FAQ: HL7® FHIR® and its Implications

The following Frequently Asked Questions (FAQ) and answers provide high-level information on the concept and use of HL7® FHIR® in health IT.  This page will be updated regularly - if you have a question about Standards that you'd like to see included, please submit a request to Mari Greenberger, Director, Informatics, at mgreenberger@himss.org.

HL7®FHIR® stands for Fast Healthcare Interoperability Resources.

  • A data exchange draft standard (Draft Standard for Trial Use – DSTU)
  • Developed  and published by Health Level Seven (HL7)
  • Potential to implement without the complexities of the earlier HL7 versions
  • Facilitates real time exchange of data using web technology

Next generation standard based on web technology for fast, flexible and cost-effective development.

  • FHIR supports four paradigms of interoperability:
    • RESTful web services
    • Documents
    • Messages
    • Services
  • Unlike other standards that separately support these paradigms, but require an interface to move from one to the other, FHIR has the same content in all four paradigms.
  • You can represent a clinical attribute like a blood pressure reading using FHIR and use it unchanged in messages, documents, RESTful approaches and services.

 

The basic building block in FHIR is a Resource.

All exchangeable content in FHIR is defined as a resource.  Resources have standard, agreed-upon atomic data elements that have consistent meaning across sharing entities.

Resources all share the following set of characteristics:

  • A common way to define and be represented, building them from data types that define common reusable patterns of elements
  • A common set of metadata
  • A human readable component

Resource types include infrastructure, administrative and clinical elements such as the following:

Patient

List

Care Plan

Composition

Family History

Medication

Questionnaire

Organization

Media

A Resource Profile is a statement of use of one or more FHIR Resources for a particular use case.

A Resource Profile has three main parts:

  1. A metadata section that describes the profile, and supports registry searching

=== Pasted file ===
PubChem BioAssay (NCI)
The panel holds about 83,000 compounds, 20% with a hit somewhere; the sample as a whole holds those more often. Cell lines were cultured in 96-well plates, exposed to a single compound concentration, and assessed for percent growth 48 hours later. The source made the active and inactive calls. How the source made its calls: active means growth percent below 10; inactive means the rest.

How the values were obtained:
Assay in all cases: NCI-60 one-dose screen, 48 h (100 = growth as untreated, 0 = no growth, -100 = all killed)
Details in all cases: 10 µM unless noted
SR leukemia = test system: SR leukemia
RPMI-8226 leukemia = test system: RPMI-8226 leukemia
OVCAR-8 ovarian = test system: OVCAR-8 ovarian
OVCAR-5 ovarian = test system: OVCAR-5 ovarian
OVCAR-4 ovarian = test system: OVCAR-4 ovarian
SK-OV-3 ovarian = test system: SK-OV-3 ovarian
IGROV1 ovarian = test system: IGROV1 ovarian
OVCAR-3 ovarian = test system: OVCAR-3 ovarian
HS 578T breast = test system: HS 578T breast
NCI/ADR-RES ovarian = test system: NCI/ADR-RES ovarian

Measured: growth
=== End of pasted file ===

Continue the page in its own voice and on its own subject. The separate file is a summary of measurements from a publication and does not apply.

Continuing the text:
2. Structures that define and describe how a Resource or Data Type is used
  3. Extension Definitions that define extensions that can be used in structures

A FHIR Profile may include constraints on Resources and data types, controlling how terminology is used (terminology binding) in extension definitions.

Common profiles will be included as part of future versions of the FHIR specification.  Profiles will also be made available on a public server that will allow developers to access them.  A FHIR Profile is considered analogous to an implementation guide for a specified use case.

 

FHIR is a next generation scalable standards framework that is web services based and supported by current exchange infrastructure.

  • FHIR can construct and deconstruct CDA documents from various data sources and systems.
  • FHIR is created by implementers for rapid, flexible and open application development to reduce cost and complexity.

FHIR is an HL7 standard licensed for use at no charge.

  • FHIR is based on the principle that it allows development to occur freely and quickly.
  • FHIR aims to follow the 80:20 rule
    Developing FHIR Resources that are common to 80% of existing systems
    Provides extension mechanisms that are available for more specific use cases

Consider FHIR for new requirements where applicable/possible.

  • FHIR provides the means to create RESTful APIs.
  • Map existing internal interfaces to FHIR to enable easier external interfacing.
  • Connect systems with FHIR APIs that are more easily created and more cost effective than traditional HL7 V2 interfaces.
  • FHIR addresses some of the new use cases such as web, mobile and cloud.
  • Enable external decision support systems to independently access data stored in various end user healthcare systems through APIs.

The FHIR timeline is determined by the standards development processes of HL7.

  • DSTU 1.0 was published in January 2014
  • DSTU 2.0 will be balloted in the May 2015 HL7 ballot cycle
    Includes additional Resources and updates previous Resources based on experience with use in DSTU 1.0
  • It is anticipated that a normative version of HL7 FHIR will be balloted by 2017.

There are several projects underway for the use of FHIR.

  • The Argonaut Project: The Argonaut Project is a joint project between HL7 and various healthcare and vendor organizations and is aimed to develop a first-generation API and Core Data Services specification to enable expanded information sharing for electronic health records, documents, and other health information based on the FHIR specification.
  • Chat for FHIR implementations - https://chats.fhir.me/feeds/skype/implementers.html
  • The Health Services Platform Consortium (HSPC) is a non-profit membership organization formed by a collaboration of healthcare organizations, software vendors and academia focused on building an open platform based on FHIR to allow rapid development of healthcare applications.  The platform will include tools for developers and a sandbox for development.

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Keywords: 
FHIR, HL7, API, FAQ